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Sessions and other Republicans on the committee are also concerned about Liu's judicial philosophy outlined in a book he co-authored, "Keeping Faith with the Constitution." In the book, Liu writes that the Constitution should be interpreted by adapting its broad principles to the conditions faced by successive generations -- a view which doesn't sit well with conservatives.

"If you truly respect the Constitution, you will enforce it as written whether you like it or not," said Sessions.

"Our Constitution is very special," Liu told the committee today. "As a text, it's the permanent embodiment of the structure of government that we've chosen… the principles endure over the ages. Those things do not change, and the text does not change… What we argue in the book is that to preserve the power and meaning of that text, it's necessary for judges to give those phrases meaning in light of society."

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The philosophy aligns him with more liberal justices on the Supreme Court, such as Justice Steven Breyer, and puts him at odds with conservatives like Justice Antonin Scalia, who as an "originalist" believes that in analyzing the constitutional text, one must give the text the meaning it had when it was adopted.

Conservatives worry that those who follow Liu's philosophy will find constitutional rights that are not set forth in the Constitution.

"Based on what I've read, I'm highly concerned," said Sen. Tom Coburn, R-Okla. "I think we have a completely different view of the Constitution."

M. Edward Whelan III, president of the Ethics and Public Policy Center, has written extensively about Liu's record on his blog in the National Review online.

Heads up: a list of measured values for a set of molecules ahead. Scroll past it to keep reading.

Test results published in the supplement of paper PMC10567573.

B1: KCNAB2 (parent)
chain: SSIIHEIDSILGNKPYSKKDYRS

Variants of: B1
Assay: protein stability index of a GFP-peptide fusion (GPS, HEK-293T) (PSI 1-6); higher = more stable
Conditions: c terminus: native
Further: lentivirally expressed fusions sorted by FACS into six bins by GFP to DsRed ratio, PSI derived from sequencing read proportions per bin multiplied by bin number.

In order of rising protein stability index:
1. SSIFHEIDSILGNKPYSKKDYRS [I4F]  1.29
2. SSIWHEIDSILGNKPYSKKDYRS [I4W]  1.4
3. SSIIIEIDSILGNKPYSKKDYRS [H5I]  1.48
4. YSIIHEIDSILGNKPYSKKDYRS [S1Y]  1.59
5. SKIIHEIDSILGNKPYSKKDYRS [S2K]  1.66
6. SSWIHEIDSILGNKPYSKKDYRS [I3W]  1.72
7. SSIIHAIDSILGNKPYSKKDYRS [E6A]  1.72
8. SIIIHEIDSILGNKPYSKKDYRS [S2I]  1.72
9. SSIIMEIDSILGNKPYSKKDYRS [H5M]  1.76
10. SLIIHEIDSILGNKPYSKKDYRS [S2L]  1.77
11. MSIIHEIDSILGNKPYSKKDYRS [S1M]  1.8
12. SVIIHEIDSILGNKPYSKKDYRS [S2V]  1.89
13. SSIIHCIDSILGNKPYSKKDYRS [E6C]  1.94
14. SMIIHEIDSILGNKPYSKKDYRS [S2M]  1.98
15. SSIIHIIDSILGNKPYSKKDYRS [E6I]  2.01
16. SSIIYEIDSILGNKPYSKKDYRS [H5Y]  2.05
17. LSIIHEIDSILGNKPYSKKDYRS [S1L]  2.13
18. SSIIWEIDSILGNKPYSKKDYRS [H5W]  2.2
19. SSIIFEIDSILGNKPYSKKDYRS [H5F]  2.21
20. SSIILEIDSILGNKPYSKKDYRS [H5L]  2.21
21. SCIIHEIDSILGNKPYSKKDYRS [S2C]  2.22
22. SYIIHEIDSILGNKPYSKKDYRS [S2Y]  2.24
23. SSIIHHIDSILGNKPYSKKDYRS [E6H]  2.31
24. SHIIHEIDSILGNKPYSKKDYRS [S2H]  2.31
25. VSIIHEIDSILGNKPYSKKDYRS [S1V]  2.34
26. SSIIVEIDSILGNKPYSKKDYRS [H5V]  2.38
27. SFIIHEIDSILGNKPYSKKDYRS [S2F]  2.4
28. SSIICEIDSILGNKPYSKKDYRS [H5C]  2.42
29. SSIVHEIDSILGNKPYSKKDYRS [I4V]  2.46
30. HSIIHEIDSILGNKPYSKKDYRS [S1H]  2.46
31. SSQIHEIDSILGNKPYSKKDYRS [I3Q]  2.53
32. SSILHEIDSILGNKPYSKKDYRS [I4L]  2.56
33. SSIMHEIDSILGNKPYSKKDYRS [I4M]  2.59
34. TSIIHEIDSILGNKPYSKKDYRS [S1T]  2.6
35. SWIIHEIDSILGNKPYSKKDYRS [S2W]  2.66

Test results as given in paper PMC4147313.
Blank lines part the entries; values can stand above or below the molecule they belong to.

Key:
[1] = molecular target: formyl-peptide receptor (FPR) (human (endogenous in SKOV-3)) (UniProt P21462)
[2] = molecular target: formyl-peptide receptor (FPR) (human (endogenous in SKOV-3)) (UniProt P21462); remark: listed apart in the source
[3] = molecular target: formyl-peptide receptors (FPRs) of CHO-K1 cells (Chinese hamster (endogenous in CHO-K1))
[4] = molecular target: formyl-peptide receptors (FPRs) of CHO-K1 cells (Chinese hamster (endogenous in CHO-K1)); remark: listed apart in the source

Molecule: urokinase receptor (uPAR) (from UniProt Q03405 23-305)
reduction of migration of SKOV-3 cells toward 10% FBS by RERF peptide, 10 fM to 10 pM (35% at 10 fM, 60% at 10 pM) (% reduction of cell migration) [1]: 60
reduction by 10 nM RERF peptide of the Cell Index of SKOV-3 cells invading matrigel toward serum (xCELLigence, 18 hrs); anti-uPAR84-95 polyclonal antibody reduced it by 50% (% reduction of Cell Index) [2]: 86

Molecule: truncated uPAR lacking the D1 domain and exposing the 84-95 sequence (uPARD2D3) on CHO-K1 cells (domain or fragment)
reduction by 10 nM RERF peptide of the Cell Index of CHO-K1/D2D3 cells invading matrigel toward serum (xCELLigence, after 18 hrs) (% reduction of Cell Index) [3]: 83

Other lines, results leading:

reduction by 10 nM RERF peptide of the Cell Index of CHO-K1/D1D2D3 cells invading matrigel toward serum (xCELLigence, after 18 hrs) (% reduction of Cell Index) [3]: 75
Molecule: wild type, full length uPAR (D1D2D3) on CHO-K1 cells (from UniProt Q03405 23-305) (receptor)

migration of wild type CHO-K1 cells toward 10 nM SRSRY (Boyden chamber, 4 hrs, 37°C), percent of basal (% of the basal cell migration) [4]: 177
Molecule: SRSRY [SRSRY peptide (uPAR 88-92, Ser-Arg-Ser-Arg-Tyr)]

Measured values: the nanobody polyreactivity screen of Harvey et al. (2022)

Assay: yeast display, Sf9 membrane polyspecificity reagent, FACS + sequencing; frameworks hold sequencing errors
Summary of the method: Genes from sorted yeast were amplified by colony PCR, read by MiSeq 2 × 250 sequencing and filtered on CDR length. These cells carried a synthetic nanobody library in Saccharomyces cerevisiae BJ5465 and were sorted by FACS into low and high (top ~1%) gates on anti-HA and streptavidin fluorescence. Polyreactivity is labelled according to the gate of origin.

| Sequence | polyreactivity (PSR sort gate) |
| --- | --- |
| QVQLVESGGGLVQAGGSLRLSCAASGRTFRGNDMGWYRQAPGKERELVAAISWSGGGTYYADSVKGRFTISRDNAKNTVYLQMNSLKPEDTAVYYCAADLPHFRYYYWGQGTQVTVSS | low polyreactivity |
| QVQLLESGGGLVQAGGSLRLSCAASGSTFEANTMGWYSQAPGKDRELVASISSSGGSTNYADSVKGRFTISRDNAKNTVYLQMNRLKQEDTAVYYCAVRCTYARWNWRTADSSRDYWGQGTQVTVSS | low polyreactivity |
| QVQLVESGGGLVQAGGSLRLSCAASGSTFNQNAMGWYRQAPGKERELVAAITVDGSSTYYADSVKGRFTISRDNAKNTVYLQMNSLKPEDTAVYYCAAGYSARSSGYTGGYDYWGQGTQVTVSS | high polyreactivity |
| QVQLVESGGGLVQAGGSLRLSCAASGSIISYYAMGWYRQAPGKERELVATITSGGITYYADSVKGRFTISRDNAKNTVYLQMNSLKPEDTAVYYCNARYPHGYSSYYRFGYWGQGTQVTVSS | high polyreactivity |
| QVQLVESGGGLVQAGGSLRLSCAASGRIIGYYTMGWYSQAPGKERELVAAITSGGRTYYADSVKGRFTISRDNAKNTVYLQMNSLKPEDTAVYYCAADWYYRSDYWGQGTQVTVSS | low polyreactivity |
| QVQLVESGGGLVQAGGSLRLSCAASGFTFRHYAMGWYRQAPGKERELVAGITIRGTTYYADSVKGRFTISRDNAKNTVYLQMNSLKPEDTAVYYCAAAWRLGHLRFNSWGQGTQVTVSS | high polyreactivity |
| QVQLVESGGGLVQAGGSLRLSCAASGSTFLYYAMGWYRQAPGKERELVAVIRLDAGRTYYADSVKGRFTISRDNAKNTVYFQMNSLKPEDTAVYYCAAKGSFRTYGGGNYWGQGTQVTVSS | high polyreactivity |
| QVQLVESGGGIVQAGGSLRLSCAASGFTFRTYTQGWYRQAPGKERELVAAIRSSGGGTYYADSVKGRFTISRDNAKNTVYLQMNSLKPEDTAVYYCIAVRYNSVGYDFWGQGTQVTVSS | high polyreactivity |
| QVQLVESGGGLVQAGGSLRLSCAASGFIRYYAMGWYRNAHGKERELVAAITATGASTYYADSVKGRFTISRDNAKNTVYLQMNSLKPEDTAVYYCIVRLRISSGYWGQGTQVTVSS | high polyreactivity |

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"Liu has all the makings of a hard-Left judicial activist," says Whelan, "... as shown by his positions on matters ranging from welfare rights to racial quotas to same-sex marriage and by his utterly lawless constitutional philosophy generally."

Jonathan Singer, a current student of Liu, disagrees. "He's someone who has an open mind, not a doctrinaire ideologue," he said.

Liu today defended his writings, which he says have tended to be directed at policymakers, not judges.

"Whatever I may have written in the books and the articles will have no bearing on my role as a judge," he said. When asked if he would honor legal precedents set by the 9th Circuit Court of Appeals and U.S. Supreme Court, Liu said, "Absolutely, I would."

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Liu , 39, who is the son of Taiwanese immigrants , sits on the board of the liberal American Constitution Society, and opposed the nominations of both Chief Justice John G. Roberts and Justice Samuel Alito. In an op-ed, Liu wrote that the nomination of Roberts "is a seismic event that threatens to deepen the nation's red-blue divide."

In 2006, Liu testified against the nomination of Alito, saying the judge had an "exceptionally talented legal mind," but that he was concerned with "Alito's lack of skepticism toward government power that infringes on individual rights and liberties."

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